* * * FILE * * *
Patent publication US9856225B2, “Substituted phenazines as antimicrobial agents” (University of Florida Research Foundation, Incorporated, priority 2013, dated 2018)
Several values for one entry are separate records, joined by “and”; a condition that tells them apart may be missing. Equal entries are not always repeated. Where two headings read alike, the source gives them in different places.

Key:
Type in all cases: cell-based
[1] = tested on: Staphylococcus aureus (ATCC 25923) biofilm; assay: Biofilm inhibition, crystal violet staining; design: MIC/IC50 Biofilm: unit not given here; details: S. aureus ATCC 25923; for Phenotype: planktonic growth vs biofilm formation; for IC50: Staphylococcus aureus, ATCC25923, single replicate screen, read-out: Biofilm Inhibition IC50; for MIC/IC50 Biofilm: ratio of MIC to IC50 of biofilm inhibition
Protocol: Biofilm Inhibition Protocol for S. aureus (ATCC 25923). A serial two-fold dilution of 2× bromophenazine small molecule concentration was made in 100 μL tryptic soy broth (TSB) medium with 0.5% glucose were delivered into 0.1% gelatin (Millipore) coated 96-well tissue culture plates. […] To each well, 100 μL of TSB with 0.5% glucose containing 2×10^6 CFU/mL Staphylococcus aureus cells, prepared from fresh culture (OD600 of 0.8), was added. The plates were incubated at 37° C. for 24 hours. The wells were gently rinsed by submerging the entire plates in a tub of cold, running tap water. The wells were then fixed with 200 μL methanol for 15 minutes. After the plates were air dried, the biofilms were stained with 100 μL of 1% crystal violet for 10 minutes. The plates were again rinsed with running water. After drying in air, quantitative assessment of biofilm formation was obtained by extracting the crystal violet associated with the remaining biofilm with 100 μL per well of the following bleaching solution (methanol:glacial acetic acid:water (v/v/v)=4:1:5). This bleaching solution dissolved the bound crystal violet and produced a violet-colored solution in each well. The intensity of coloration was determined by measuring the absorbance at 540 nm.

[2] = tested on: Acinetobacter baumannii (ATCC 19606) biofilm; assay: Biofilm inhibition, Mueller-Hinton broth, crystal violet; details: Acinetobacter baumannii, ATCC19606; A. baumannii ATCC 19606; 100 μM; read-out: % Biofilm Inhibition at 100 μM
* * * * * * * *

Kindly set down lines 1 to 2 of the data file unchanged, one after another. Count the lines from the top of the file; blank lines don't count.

Patent publication US9856225B2, “Substituted phenazines as antimicrobial agents” (University of Florida Research Foundation, Incorporated, priority 2013, dated 2018)
Several values for one entry are separate records, joined by “and”; a condition that tells them apart may be missing. Equal entries are not always repeated. Where two headings read alike, the source gives them in different places.